This article of mine was first published in the third-quarter 2015 edition of Personal Finance magazine.
When you add up all the transactions each month of South African importing and exporting businesses, you will currently find that more is bought from businesses overseas than is sold to businesses overseas. This is commonly known as a trade deficit.
Trade deficits are generally regarded as a bad thing. There is a concern that “we are sending money out of the country instead of keeping it here, making us poorer.” While deficits can be problematic for countries, this is not always true. Not all trade deficits are created equal, but most regard them as an evil to be tolerated with gritted teeth at the very least, and at worst the catalysts for national catastrophe.
In truth, not all trade deficits are bad, and in fact some are tremendously positive. To understand this, we need to think about what trade deficits are in the first place.
When a country as a whole runs a trade deficit, it means that on aggregate its businesses are buying more goods from foreigners than they’re selling to foreigners. How are they able to do this? Well, think about one of those businesses…in fact, even better, think about one individual person who spends more than their pay check. How can she do it? She could sell an asset she already owns, like her iPod or bicycle; she could have someone generously give her the money; she could use up some of her savings; or she could borrow money from someone, which has to be paid back.
Not all deficits are created equal because not all deficit funding and spending is created equal.
Assessing her ‘trade deficit’, we might ask various questions like, did she spend wisely, did she borrow on prudent terms, and is she financially stable?
In a very similar way, one needs to ask the same sorts of questions when trying to understand the nature of a country’s trade deficit. What type of funding and by whom? What type of importing and for how long? How financially stable is the importing nation?
Problematic deficits arise where the importing nation is already financially rickety, where the funding is borrowed indefinitely from complacent lenders or whittling down meagre savings or assets, and where the imports don’t add to the productive capacity of the country.
A healthy deficit would be one where, for a relatively short period of time, a financially stable nation imports capital goods, funded either by manageable debt or a portion of a large savings or asset base.
South Africa is a financially fragile nation, which has run a large trade deficit pretty much non-stop since 2003, funded by selling assets to, and borrowing money from, foreigners. These are finite sources of funding. We also know from the macroeconomic data that a significant and growing portion of imports are consumer goods as opposed to productive capital goods, since there has been a relative decline in mining and manufacturing sector activity relative to retail activity. Put simply, many South Africans have been borrowing to consume. We can see this at the state level, where government has borrowed hundreds of billions of rand over the past six years to fund its heavily consumption-oriented expenditure. We have also seen it at the household level with the rampant growth in unsecured lending fuelling the importation of appliances, TVs and lifestyle products.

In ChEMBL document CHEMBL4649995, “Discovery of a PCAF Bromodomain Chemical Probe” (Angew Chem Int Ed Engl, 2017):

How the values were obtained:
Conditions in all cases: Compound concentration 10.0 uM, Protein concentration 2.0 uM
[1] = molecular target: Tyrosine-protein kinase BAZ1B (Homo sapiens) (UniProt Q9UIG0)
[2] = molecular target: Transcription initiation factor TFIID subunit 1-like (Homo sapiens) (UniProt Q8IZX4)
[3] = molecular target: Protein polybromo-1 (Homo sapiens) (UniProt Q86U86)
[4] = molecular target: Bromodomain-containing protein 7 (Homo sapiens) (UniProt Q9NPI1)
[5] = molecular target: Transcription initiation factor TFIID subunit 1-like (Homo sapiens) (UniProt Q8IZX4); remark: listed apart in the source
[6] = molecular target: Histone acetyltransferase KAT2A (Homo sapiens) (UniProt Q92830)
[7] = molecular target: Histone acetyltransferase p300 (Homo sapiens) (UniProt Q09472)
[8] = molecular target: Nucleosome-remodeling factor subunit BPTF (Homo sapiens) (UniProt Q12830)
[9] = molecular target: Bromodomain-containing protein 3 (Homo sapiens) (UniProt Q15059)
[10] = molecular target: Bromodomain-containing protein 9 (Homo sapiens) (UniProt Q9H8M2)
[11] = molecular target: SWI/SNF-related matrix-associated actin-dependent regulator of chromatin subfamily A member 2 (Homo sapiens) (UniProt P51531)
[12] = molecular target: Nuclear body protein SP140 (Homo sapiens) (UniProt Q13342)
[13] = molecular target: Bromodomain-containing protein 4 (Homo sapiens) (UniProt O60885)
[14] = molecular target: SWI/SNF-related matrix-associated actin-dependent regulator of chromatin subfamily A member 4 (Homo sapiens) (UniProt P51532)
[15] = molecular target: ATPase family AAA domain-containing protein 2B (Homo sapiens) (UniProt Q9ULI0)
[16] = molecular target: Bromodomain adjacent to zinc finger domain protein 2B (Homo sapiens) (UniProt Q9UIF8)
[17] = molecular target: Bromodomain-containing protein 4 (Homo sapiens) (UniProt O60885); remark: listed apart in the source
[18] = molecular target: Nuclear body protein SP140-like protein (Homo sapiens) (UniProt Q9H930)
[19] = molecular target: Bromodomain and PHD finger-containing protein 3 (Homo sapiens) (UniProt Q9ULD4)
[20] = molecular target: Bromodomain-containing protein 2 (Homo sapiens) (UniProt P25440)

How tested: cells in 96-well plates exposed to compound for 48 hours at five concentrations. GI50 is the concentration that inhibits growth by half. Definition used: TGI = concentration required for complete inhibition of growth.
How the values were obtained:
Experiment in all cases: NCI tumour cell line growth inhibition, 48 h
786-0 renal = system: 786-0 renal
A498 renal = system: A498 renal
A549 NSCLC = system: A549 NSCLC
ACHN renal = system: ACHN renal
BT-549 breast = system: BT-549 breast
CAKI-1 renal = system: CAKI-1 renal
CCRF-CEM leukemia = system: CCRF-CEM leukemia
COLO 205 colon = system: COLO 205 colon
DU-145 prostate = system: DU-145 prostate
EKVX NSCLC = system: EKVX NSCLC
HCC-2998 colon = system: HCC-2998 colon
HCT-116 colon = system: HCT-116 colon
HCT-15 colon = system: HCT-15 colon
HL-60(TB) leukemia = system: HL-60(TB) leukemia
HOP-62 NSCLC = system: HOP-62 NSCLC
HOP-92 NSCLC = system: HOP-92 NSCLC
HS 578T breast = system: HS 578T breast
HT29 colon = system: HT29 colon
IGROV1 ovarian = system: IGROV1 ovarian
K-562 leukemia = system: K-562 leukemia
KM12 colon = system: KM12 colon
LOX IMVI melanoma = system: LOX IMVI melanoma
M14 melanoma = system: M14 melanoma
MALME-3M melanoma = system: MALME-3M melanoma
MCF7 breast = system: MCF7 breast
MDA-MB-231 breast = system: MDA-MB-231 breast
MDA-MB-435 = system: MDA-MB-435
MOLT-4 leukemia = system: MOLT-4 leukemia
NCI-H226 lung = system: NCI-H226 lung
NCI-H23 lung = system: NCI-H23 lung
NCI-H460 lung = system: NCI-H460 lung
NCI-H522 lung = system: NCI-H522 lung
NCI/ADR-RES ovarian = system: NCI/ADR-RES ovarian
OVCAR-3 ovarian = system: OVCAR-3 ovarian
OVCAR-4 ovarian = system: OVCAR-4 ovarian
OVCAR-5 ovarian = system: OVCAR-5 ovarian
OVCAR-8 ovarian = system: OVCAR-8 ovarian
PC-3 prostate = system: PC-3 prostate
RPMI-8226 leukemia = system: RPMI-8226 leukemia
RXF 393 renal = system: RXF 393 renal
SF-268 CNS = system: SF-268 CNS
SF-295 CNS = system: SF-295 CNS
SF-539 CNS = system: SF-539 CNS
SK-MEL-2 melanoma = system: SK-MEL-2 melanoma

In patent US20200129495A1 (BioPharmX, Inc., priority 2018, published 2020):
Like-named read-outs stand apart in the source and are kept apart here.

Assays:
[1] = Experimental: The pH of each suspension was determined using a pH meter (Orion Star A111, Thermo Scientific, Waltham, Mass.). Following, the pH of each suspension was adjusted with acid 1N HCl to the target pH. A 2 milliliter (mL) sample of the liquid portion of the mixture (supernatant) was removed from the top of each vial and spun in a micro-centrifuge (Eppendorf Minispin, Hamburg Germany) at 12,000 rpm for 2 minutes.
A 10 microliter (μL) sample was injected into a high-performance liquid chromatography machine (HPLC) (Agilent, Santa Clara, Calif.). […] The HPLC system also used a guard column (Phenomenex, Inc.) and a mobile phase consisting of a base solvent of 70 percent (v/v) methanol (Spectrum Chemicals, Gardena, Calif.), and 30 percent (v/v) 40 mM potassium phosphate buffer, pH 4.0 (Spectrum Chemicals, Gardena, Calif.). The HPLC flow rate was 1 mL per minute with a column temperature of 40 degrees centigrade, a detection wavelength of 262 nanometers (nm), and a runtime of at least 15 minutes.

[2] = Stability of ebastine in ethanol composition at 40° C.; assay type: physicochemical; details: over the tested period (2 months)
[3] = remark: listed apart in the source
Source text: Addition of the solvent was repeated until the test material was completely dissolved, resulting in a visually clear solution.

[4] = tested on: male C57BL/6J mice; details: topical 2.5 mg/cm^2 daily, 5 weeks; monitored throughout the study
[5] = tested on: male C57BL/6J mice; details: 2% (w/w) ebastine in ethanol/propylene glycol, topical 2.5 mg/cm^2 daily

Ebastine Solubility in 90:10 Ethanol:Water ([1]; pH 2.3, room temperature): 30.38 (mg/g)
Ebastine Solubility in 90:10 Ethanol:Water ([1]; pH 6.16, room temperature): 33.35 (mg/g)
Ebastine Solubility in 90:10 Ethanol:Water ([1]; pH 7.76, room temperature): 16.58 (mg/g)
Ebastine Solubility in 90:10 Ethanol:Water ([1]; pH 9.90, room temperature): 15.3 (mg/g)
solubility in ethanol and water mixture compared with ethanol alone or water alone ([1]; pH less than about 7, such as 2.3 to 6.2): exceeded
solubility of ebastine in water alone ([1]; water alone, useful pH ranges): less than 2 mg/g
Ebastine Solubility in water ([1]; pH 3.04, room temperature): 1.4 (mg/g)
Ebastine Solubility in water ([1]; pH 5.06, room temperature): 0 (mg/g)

Of course, South Africa does also import capital equipment aimed at improving the country’s productive infrastructure, and imports of ‘consumer’ goods like smartphones allow us to access technology that make us all more productive (contrary to popular opinion about smartphones!). But is this enough to allow South Africa to rest easy about the trade deficit? Time will tell, but South Africa’s sub-par economic growth suggests the deficit has not been put to good use.
What can policymakers do about the deficit? Higher import tariffs or weakening the rand are exactly the wrong kinds of solutions, but elaborating on those is a story for another day. The real nub of the problem lies in debt-addicted economies where consumption and production are out of balance. Fixing that requires a whole raft of reforms, from slashing red tape, lowering barriers to investment, and lowering taxes, to targeting lower rates of inflation through higher interest rates, and balancing the budget.
When the funding dries up, a country running a bad trade deficit is not only forced to live within its ‘pay check’ but also has to repay the debts it ran up buying nice goodies. This can come as a rude shock, and while it is a necessary pill to swallow, it can cause major hardships and recession, and can elicit poor policy choices to stem the pain, like printing money.
By contrast, countries that run sensibly funded trade deficits to buy the capital and technology that will make them more productive and globally competitive are the countries that will win in the 21st Century.